Recall, again, that tagline of vivo's: "Camera + Music." The V7+ certainly brings some good guns to the table, with a 16-megapixel shooter on the rear, and (gasp) a 24-megapixel one on the front, which is trumpeted on the box.
But when we see numbers like these, we immediately look for gotchas. Here they are: the main shooter has a ho-hum f/2.0 aperture, no optical image stabilization, and minuscule 1.0-μm pixels, while the selfie camera is f/2.0 as well (we dare not imagine the pixel size). And such a seemingly powerful me-cam could have done with a front-facing flash, as may be found on some competitors' products.
Beginning with the main camera: well, it certainly produces images that are in keeping with this type of specification. A recurring problem with high megapixel count cameras on lower-end phones is that on top of having small and noisy sensors to begin with, they also possess smaller lens apertures, which reduces the light they take in, forcing the camera to resort to higher ISO values - which in turn leads to even more noise. The net result is that images taken in the best light are fine and dandy, but when you bring phones like these indoors, the noise quickly ramps up and starts playing havoc with detail and color accuracy, as you can see in the indoor shots of fruit and vegetables below:
By the same token, handheld night shots are predictably underexposed, which is necessary to keep the noise-fest (and movement blur) within acceptable limits:
Hey, at least the lens is pretty sharp into the corners, and vivo does attempt to save the day with a manual mode that packs adjustable shutter speed and ISO. These manual adjustments allow you to create some decent long-exposure night landscapes that will impress your date - if your date night involves the likes of Dawson or Duxton:-
And what of that vaunted selfie cam? First, prepare yourself for this reviewer's less-than-Johnny Depp mug:
Those extra pixels do make a difference - but not a lot, given that we've seen great results from mug-shooters with far fewer pixels. The usual complement of beauty modes and tweaks applies as well:
The camera interface is yet another area where Funtouch OS's inconsistent workings rear their ugly head. For example, while the manual mode came in handy for long exposures, the self-timer can't be used in that mode, so you'll need to barely touch the (on-screen) shutter button, or you'll shake the phone and blur the image. There was also an Ultra HD mode, which we assumed takes photos of extremely high resolution, as on its Oppo cousins. Alas, it couldn't be made to work properly and crashed the camera every time we attempted to use it.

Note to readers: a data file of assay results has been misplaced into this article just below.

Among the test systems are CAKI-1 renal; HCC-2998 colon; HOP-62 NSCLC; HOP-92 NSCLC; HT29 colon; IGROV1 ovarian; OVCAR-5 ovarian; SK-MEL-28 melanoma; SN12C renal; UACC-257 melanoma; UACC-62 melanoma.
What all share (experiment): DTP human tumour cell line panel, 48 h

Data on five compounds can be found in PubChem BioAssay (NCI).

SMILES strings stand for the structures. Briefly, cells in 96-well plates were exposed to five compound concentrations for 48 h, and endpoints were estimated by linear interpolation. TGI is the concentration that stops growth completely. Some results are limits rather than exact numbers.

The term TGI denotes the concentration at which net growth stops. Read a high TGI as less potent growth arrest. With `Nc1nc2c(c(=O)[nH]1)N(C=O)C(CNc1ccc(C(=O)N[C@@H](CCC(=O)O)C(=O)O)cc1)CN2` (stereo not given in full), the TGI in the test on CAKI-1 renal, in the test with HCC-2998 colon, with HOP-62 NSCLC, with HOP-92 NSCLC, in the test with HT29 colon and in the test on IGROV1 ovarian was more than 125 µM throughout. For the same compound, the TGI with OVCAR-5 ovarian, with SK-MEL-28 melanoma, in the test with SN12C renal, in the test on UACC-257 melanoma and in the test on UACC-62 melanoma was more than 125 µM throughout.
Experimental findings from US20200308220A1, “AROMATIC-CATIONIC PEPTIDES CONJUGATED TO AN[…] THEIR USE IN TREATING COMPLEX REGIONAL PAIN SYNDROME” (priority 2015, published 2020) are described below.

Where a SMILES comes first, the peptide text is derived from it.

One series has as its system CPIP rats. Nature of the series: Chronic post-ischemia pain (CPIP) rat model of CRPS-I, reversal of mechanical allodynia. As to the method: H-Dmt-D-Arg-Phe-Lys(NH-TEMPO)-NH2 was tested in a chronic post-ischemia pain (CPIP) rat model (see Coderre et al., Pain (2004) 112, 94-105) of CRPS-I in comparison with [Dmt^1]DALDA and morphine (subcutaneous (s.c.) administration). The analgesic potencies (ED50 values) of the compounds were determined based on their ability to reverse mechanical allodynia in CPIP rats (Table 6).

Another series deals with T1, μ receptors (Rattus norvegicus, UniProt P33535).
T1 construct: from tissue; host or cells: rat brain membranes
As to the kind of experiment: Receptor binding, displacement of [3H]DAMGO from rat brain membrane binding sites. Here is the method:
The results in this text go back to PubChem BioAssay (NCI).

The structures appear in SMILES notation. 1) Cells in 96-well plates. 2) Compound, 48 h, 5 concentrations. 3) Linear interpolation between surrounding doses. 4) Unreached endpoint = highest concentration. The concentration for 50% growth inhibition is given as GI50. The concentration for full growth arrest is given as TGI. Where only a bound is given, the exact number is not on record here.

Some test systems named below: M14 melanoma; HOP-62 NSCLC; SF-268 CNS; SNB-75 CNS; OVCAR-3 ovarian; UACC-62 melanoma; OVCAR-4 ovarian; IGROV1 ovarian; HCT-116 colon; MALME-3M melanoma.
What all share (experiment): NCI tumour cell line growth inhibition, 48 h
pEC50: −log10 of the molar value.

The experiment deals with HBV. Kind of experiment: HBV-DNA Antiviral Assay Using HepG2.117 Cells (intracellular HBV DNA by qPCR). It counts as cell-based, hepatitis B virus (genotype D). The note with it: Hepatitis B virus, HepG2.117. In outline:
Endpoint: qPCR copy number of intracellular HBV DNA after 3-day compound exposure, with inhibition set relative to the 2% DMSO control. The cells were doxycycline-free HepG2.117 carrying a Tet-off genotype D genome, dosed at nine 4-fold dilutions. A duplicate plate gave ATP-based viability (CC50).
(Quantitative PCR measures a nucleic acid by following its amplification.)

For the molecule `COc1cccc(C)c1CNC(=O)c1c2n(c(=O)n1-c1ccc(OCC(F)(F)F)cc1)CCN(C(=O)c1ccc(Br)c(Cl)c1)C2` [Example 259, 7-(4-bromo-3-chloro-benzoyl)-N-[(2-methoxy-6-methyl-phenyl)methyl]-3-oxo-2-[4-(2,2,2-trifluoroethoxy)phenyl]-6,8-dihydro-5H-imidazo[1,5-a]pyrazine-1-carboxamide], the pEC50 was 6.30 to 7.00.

Again, we can't help but think of competitors at this price point. The Redmi 5 Plus wisely keeps its rear pixel count to 12 megapixels, and packs much larger 1.25-μm pixels into the bargain. We think vivo might have gained far more from swapping the front and rear cams, since a 24-megapixel main cam is harder to come by these days, and some nifty multi-frame noise reduction techniques could have been applied to make its output more usable in low light.
Video recording on the V7+ is pretty much the same affair. That Snapdragon 450 processor won't do 4K, and so you're limited to 1080p at 30fps, with video quality that is serviceable, and nothing more.
Here's the drill: our standard battery test for mobile phones has the following parameters:
While the result of 530 minutes is not impressive against the similarly-priced competition, it must be remembered that the ZenFone and Redmi Note 4 have larger 4,000mAh batteries, versus the substantially smaller 3,225mAh juice pack in the vivo V7+, while the Mi A1's battery is even smaller at 3,080mAh. In day-to-day use, though, we managed to get through a full workday without any issues. Behold (at last) the triumph of the Snapdragon 450!
With an SRP of S$469, the vivo V7+ has to acquit itself against a competition that packs similar features, yet is priced in the S$300 region. But there are some notable points that have been brought up against it.
On the first count, Funtouch OS simply doesn't work as well as the Android skins offered by some competitors. It doesn't have MIUI's polish as seen on the Redmi 5 Plus, and it doesn't offer the functionality of, say, Emotion UI on the Huawei Nova phones. On the second: quite a few of the devices in this class boast better overall system performance. And on the third, while the vivo has an awesome total megapixel figure for both cameras, the dual-cam setups on the ZenFone 4 Max and Mi A1 can do bokeh shots.
In mitigation, the second and third issues are debatable. But if the first were solved by taking Funtouch OS out of the equation, this could have been a unique selling point for the V7+. An Android One device with an 18:9 display and a 24-megapixel selfie cam would certainly have swayed a few buyers from the Mi A1.
Thus we find a few things to like about the vivo V7+, but nothing compelling. The only thing worth taking out your wallet for is... 24-megapixel selfies. The final question, then: does the narcissist in you need such resolving power?